I haven’t seen any documentation that Nebraska senator John Milton Thayer got his information about President Johnson planning to forcibly ignore Congress from General Grant. According to Wikipedia John Thayer did serve in the Union army in the western theater throughout the Civil War. President Grant appointed him as territorial governor of Wyoming in 1875.
As it turned out President Johnson got “a tremendous boost” from the results of the fall elections. “Always convinced that in the long run the people would sustain him, he thought that the Democratic gains in state after state were the justification for which he had been waiting.”  According to The New-York Times President Johnson was serenaded by between four and five thousand people in front of the White House on the evening of November 13, 1867. The Conservative Army and Navy Union seems to have organized the event, invited “all Conservatives and Democrats” to participate, and led the procession from its headquarters to the White House. The audience was reportedly disappointed that the president didn’t make a longer address. “… he read a few remarks from carefully prepared manuscript. [sic]” He was gratified by the fall election results. The president expressed his confidence that the people by their votes would help preserve the Constitution and save the Republic. He was “hopeful that in the end the rod of despotism will be broken, the armed heel of power lifted from the necks of the people, and the principles of a violated Constitution preserved.”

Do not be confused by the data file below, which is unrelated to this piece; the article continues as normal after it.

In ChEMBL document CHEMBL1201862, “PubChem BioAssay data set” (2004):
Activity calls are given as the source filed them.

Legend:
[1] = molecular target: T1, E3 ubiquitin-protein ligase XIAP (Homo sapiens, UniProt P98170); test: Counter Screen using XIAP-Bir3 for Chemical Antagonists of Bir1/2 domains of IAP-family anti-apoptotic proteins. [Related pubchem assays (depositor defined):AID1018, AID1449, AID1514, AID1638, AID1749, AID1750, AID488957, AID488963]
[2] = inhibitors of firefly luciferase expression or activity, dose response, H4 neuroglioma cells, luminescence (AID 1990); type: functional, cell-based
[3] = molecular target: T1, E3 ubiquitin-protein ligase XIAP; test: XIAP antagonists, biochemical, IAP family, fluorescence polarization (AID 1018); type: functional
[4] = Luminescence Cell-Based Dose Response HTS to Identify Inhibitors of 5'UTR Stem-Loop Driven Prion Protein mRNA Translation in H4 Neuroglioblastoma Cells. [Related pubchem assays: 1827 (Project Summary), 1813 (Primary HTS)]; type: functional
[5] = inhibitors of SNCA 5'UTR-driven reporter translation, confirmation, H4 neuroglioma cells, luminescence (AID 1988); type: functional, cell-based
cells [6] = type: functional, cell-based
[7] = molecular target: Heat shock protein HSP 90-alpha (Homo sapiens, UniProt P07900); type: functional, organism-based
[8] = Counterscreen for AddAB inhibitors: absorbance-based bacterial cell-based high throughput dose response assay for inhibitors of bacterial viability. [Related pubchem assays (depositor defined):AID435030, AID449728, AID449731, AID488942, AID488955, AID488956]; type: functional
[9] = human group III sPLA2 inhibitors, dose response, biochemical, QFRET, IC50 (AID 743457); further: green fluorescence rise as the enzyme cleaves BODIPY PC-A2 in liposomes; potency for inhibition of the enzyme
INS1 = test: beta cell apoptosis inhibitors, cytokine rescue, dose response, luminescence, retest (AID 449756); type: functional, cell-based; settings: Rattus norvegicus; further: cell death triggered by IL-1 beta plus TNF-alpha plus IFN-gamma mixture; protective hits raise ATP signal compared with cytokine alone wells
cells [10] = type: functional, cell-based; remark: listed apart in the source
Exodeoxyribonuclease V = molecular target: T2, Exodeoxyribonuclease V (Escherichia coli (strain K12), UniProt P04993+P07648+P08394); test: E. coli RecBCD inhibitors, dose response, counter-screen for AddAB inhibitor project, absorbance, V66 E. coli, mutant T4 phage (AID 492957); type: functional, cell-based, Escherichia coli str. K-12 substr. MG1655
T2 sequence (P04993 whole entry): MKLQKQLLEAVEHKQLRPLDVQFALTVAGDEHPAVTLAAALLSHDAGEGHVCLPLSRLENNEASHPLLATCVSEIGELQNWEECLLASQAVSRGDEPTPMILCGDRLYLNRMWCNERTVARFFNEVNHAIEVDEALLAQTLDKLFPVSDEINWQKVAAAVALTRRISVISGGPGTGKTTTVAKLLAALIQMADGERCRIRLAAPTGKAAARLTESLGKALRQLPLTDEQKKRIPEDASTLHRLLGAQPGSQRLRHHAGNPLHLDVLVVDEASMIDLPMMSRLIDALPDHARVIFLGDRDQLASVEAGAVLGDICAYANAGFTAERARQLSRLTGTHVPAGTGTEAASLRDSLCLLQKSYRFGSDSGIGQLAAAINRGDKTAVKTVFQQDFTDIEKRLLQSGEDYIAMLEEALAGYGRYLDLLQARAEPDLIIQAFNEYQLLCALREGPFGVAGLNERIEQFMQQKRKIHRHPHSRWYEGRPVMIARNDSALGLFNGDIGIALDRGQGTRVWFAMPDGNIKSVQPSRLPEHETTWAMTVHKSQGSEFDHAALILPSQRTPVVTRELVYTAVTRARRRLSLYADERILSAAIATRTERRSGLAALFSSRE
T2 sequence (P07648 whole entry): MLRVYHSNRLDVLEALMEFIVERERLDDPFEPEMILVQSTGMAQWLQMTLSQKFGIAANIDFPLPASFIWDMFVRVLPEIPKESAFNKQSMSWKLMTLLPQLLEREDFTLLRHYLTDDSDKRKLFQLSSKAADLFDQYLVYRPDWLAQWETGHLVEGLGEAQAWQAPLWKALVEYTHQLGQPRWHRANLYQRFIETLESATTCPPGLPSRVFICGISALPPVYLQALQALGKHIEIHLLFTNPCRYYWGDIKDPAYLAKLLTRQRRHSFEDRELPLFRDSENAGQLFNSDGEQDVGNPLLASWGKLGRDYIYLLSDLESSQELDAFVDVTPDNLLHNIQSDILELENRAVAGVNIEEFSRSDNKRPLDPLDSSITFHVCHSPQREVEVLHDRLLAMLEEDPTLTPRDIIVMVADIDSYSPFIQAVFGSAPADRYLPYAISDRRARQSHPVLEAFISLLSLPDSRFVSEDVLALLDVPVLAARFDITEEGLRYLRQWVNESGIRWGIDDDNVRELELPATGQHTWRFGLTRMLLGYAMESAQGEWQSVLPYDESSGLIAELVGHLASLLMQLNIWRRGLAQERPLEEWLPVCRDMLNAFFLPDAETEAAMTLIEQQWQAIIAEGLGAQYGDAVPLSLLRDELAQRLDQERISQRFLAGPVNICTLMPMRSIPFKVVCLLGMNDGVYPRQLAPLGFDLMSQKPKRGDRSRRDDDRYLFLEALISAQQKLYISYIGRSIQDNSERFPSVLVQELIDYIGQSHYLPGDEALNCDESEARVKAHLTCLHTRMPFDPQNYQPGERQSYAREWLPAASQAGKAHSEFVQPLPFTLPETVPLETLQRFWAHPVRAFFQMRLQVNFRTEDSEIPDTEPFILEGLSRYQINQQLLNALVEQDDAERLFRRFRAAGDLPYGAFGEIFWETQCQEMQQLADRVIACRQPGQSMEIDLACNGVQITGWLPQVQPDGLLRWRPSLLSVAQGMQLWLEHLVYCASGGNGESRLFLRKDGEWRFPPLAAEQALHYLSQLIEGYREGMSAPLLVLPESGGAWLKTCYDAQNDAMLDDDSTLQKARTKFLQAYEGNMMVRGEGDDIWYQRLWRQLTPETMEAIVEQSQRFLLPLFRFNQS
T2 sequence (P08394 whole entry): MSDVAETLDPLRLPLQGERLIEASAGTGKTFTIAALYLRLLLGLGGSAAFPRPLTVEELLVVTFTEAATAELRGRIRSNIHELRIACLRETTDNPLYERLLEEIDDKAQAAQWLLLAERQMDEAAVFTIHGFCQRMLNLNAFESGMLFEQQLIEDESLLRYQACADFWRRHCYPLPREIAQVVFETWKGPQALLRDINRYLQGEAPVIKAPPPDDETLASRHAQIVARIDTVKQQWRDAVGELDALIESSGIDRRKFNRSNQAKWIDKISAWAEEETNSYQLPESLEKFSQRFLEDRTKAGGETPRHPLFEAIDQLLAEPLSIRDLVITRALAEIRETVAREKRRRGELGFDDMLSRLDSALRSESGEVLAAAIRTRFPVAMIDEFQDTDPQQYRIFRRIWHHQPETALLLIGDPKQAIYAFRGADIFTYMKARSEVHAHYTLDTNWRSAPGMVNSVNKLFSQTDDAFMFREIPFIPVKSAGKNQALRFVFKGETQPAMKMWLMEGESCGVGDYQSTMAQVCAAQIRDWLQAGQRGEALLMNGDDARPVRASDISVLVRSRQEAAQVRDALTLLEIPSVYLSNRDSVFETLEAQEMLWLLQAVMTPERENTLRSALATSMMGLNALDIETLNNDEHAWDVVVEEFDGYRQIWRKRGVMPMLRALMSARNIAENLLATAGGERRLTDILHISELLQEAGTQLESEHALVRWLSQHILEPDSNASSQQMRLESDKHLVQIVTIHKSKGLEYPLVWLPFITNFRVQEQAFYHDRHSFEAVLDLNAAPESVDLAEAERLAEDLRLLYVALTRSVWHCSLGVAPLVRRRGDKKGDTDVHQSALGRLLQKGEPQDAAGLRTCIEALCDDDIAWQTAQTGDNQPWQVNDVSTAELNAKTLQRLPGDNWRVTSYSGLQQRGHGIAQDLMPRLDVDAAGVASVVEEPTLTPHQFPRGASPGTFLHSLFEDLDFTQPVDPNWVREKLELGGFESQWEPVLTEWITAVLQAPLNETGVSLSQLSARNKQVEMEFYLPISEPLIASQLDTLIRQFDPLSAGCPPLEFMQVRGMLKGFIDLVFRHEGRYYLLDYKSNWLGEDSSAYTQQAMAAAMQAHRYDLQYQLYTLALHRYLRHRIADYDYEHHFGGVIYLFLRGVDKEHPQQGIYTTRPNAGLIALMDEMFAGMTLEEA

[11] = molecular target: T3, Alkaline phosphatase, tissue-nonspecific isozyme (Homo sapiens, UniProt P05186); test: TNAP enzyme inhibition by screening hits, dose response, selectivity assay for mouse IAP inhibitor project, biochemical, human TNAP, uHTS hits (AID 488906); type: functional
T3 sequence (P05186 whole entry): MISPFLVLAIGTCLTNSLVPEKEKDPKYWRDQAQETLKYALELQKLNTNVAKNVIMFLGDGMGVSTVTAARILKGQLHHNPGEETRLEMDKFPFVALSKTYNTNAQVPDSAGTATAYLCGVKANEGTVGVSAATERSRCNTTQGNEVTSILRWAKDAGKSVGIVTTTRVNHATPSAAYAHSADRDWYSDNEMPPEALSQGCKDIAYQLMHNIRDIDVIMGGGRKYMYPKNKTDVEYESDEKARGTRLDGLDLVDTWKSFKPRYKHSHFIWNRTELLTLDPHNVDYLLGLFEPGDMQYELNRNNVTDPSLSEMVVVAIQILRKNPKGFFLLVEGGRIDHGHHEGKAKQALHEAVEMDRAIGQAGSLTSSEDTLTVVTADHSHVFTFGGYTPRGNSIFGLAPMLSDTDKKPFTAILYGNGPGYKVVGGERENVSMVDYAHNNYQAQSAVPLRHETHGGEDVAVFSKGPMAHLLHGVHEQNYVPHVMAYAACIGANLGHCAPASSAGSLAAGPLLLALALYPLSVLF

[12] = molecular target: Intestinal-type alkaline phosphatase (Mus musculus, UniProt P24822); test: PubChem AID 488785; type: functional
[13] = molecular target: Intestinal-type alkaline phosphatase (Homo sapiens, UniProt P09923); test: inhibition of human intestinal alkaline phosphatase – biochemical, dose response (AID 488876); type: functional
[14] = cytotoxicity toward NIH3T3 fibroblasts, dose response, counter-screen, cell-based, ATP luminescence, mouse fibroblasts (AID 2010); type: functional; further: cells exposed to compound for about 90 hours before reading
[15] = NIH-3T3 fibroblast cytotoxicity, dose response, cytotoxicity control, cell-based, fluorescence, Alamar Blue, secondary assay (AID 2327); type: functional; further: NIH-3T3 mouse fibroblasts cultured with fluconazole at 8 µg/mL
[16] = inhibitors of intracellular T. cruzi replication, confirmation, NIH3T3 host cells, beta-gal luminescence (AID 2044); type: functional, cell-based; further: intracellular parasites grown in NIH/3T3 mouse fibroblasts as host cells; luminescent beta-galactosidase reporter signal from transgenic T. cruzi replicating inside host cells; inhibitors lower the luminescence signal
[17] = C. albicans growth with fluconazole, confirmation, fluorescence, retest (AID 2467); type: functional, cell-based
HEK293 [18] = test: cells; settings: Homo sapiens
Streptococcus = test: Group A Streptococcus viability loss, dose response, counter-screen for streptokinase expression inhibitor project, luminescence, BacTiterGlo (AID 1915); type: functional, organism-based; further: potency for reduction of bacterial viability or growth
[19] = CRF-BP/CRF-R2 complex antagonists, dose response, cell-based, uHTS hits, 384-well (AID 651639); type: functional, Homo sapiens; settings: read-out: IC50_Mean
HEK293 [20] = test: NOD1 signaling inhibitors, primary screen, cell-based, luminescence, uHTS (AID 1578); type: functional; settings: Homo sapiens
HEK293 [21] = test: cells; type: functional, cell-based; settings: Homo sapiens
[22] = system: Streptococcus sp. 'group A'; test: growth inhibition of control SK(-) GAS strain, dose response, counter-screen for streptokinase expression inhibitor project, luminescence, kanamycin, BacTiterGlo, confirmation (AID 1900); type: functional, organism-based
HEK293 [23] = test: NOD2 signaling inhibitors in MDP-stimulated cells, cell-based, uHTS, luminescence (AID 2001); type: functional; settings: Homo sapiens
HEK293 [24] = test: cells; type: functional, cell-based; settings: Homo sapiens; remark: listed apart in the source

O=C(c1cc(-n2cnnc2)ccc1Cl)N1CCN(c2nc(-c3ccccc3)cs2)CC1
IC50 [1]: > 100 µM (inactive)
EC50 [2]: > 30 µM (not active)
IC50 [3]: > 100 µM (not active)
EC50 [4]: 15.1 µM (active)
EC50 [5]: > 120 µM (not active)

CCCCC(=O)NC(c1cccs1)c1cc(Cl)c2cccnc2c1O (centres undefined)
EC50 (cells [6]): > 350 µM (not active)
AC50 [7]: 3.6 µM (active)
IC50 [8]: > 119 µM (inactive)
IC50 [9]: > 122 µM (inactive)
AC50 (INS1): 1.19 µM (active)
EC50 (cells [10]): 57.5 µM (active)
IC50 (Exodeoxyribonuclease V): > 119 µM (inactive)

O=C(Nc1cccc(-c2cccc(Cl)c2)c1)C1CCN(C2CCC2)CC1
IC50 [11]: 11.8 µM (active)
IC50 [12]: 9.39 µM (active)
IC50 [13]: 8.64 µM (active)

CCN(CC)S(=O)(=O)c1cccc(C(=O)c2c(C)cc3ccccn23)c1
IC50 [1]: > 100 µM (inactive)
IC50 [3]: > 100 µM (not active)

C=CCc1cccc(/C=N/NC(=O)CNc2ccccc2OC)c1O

You can see the photo of John Milton Thayer at the Library of Congress. Also at the Library the two works by Thomas Nast: His Own Constitution from Andy’s Trip and King Andy from The massacre at New Orleans
-  Trefousse, Hans L. Andrew Johnson: A Biography. New York: W.W. Norton & Company, Inc., 1997. Print. pages 298-299. ↩